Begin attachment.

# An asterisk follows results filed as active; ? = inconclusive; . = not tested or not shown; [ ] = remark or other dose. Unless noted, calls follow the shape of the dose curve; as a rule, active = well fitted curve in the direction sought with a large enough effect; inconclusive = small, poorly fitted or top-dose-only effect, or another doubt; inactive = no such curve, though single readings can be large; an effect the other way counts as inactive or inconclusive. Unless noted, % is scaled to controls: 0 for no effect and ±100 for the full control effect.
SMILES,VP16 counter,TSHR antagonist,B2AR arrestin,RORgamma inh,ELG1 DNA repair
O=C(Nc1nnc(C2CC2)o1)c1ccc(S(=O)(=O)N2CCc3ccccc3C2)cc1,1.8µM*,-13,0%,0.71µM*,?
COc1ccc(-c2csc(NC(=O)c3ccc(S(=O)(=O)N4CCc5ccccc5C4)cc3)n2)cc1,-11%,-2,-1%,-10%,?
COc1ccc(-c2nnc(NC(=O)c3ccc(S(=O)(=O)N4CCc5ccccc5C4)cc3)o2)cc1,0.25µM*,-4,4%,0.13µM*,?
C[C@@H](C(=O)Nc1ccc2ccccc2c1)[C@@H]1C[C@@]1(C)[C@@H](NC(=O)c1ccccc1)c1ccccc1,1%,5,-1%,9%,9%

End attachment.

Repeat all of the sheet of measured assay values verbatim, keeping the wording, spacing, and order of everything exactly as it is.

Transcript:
# An asterisk follows results filed as active; ? = inconclusive; . = not tested or not shown; [ ] = remark or other dose. Unless noted, calls follow the shape of the dose curve; as a rule, active = well fitted curve in the direction sought with a large enough effect; inconclusive = small, poorly fitted or top-dose-only effect, or another doubt; inactive = no such curve, though single readings can be large; an effect the other way counts as inactive or inconclusive. Unless noted, % is scaled to controls: 0 for no effect and ±100 for the full control effect.
SMILES,VP16 counter,TSHR antagonist,B2AR arrestin,RORgamma inh,ELG1 DNA repair
O=C(Nc1nnc(C2CC2)o1)c1ccc(S(=O)(=O)N2CCc3ccccc3C2)cc1,1.8µM*,-13,0%,0.71µM*,?
COc1ccc(-c2csc(NC(=O)c3ccc(S(=O)(=O)N4CCc5ccccc5C4)cc3)n2)cc1,-11%,-2,-1%,-10%,?
COc1ccc(-c2nnc(NC(=O)c3ccc(S(=O)(=O)N4CCc5ccccc5C4)cc3)o2)cc1,0.25µM*,-4,4%,0.13µM*,?
C[C@@H](C(=O)Nc1ccc2ccccc2c1)[C@@H]1C[C@@]1(C)[C@@H](NC(=O)c1ccccc1)c1ccccc1,1%,5,-1%,9%,9%